Low Volume Has Been a Feature of the Bull Market

 | Jun 06, 2018 | 6:00 AM EDT
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There is one question I get on an almost daily basis. It's about the volume. Folks seem perplexed at how low volume is. I don't have a good answer for why volume is relatively low but I have said here countless times that since 2009 rallies have tended to come on low volume, so I consider it the hallmark of this market.

However, sometimes if you step back and don't think about the individual days' volume but the net volume added up cumulatively, essentially the breadth of the market using volume, you can see that it's actually performing better than the S&P is. Oh sure, it lags the Russell 2000, but it is doing better than the S&P.

What is not doing better is the number of stocks making new highs. It has inched up on both the NYSE and Nasdaq but they are still (for now) under the peak readings we've seen in 2018 so far.

Yet breadth continues to do well; the McClellan Summation Index is still rising. It will now take a net differential of -1500 advancers minus decliners to halt the rise. If it gets over -2000 we're stepping into 'overbought' territory.

As a reminder, the 30-day moving average of the advance/decline line will step into overbought territory on Friday (but there is a window where it lasts for another week). Nasdaq's Momentum Indicator, which I diligently track each day now shows a window to reach an overbought reading between June 11 and June 13. So if we keep putting up good breadth numbers for a few more days it is likely that by Friday or early next week we could see the 'what-if' for the Summation Index get into 'overbought' territory as well.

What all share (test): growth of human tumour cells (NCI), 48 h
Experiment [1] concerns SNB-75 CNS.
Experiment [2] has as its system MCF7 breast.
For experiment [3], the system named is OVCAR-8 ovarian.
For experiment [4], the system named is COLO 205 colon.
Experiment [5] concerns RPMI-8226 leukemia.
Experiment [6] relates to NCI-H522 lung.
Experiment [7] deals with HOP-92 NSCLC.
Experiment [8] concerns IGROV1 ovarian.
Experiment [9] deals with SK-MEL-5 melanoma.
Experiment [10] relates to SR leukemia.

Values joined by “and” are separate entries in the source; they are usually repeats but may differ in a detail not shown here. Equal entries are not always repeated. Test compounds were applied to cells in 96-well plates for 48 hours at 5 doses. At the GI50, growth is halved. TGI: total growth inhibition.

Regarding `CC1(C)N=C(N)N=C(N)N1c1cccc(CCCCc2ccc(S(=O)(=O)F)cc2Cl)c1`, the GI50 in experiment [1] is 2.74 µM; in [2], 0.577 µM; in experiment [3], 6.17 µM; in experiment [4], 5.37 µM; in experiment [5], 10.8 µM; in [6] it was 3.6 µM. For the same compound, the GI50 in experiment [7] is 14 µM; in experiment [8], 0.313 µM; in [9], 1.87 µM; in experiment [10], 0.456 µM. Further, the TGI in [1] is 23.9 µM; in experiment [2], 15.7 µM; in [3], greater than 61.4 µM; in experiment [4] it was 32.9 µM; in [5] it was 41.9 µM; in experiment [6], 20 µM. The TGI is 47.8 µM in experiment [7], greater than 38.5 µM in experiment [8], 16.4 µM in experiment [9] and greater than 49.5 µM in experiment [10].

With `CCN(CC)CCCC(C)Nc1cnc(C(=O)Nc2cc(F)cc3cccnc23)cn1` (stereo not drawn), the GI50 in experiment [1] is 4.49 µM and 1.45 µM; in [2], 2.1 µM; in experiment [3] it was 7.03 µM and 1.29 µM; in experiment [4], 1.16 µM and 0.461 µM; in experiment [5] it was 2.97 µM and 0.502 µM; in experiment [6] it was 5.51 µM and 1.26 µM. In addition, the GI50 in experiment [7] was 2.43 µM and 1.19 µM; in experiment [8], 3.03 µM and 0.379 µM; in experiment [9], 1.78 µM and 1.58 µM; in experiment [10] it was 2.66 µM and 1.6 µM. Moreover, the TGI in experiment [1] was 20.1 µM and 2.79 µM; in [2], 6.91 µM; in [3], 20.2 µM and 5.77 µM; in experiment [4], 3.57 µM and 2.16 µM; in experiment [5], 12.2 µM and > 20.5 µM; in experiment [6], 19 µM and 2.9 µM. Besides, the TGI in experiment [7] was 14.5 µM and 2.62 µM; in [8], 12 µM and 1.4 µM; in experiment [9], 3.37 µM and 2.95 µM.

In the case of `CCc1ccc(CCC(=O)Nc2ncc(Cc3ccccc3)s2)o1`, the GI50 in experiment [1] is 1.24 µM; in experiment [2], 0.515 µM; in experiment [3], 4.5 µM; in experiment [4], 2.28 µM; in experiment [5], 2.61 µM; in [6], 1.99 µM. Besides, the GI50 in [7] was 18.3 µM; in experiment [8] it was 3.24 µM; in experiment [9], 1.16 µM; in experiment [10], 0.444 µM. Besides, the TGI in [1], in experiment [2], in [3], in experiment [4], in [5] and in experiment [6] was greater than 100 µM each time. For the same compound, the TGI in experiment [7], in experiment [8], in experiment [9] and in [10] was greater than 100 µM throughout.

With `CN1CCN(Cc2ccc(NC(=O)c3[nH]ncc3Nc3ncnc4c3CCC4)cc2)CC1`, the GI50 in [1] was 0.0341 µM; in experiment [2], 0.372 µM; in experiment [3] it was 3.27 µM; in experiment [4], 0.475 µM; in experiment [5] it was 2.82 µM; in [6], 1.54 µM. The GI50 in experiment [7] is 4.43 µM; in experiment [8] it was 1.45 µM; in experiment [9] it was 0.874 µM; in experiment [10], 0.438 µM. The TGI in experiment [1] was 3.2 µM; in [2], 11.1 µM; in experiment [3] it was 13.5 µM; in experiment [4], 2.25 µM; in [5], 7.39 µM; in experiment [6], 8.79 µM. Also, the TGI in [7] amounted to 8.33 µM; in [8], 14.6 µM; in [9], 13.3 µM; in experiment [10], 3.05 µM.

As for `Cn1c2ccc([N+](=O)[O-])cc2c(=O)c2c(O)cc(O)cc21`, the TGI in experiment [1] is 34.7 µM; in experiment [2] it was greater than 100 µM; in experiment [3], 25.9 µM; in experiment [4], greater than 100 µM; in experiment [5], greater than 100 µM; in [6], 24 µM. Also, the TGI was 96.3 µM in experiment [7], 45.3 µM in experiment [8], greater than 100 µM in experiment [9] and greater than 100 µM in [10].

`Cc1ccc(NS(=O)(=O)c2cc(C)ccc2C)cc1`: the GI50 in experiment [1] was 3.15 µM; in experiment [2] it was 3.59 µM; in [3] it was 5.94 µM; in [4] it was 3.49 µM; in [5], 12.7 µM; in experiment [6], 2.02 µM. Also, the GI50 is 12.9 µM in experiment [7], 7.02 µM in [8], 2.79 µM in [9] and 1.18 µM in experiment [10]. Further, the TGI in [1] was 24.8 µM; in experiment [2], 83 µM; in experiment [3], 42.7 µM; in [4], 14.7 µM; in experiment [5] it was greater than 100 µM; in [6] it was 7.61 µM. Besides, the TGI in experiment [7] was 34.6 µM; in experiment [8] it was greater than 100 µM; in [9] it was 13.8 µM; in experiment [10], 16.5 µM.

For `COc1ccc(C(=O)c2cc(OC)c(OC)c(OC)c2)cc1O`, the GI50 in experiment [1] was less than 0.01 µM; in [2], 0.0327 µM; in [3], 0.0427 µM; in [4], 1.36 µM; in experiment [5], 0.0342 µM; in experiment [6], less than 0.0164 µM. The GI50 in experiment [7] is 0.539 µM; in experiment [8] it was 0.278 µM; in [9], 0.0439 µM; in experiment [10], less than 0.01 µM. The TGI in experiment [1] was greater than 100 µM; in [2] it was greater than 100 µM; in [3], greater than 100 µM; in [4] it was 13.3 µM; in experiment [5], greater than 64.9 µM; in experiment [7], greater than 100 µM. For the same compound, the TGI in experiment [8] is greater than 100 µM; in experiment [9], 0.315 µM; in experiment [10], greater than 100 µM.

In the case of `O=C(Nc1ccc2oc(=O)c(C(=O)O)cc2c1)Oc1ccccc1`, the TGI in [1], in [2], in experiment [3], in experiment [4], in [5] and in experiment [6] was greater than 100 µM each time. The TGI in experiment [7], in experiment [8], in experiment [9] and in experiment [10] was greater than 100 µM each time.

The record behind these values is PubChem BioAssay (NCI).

The biggest change I saw on Tuesday was sentiment. The Investors Intelligence bulls nudged up to 52.9% this week. Once they get over 55% we're leaning 'too much'; over 60% and we've gone too far. So it is now possible that we see this over 55% next week when it's released.

Sticking with sentiment, the equity put/call ratio slipped under 50% for the first time since January 26. Just hold on before you run out and get super bearish. There were four such readings in January. The first was on the first trading day of the new year, January 2 and you know the market kept on its upward path for a few more weeks.

The next time was back to back readings on Jan. 16 and Jan. 17. Here is the chart of the Russell 2000. The red arrow represents those two days. You can see there was one heckuva decline the next day (the S&P had similar action) but then it rallied one more time before the final low reading.

Then there is the Daily Sentiment Index (DSI) for the VIX. It is back at 11. If it slips under 10, to the single digits I'd have to look for another rise in volatility. So we'll watch for signs of giddiness as we get overbought in the next several trading days. If the DSI for the VIX goes under 10 as we get overbought and sentiment stays too bullish I'd have to look for a pullback despite the good breadth.

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